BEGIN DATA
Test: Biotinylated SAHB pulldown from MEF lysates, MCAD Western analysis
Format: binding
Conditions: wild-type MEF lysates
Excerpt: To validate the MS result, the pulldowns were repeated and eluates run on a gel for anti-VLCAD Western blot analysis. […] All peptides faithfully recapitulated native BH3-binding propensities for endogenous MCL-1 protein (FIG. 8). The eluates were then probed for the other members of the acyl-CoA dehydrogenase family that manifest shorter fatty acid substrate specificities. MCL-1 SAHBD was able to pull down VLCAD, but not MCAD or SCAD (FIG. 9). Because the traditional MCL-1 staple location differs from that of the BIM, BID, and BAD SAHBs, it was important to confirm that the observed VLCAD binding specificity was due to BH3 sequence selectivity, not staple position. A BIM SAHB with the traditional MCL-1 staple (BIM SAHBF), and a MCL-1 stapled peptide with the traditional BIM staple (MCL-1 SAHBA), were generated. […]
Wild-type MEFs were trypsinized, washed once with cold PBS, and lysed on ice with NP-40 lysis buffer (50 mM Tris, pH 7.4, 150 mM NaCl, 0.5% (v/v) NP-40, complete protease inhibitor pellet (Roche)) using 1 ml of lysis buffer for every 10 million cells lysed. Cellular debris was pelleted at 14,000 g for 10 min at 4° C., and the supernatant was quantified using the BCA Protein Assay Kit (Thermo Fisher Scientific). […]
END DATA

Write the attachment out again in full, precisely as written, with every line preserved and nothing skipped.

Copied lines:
Test: Biotinylated SAHB pulldown from MEF lysates, MCAD Western analysis
Format: binding
Conditions: wild-type MEF lysates
Excerpt: To validate the MS result, the pulldowns were repeated and eluates run on a gel for anti-VLCAD Western blot analysis. […] All peptides faithfully recapitulated native BH3-binding propensities for endogenous MCL-1 protein (FIG. 8). The eluates were then probed for the other members of the acyl-CoA dehydrogenase family that manifest shorter fatty acid substrate specificities. MCL-1 SAHBD was able to pull down VLCAD, but not MCAD or SCAD (FIG. 9). Because the traditional MCL-1 staple location differs from that of the BIM, BID, and BAD SAHBs, it was important to confirm that the observed VLCAD binding specificity was due to BH3 sequence selectivity, not staple position. A BIM SAHB with the traditional MCL-1 staple (BIM SAHBF), and a MCL-1 stapled peptide with the traditional BIM staple (MCL-1 SAHBA), were generated. […]
Wild-type MEFs were trypsinized, washed once with cold PBS, and lysed on ice with NP-40 lysis buffer (50 mM Tris, pH 7.4, 150 mM NaCl, 0.5% (v/v) NP-40, complete protease inhibitor pellet (Roche)) using 1 ml of lysis buffer for every 10 million cells lysed. Cellular debris was pelleted at 14,000 g for 10 min at 4° C., and the supernatant was quantified using the BCA Protein Assay Kit (Thermo Fisher Scientific). […]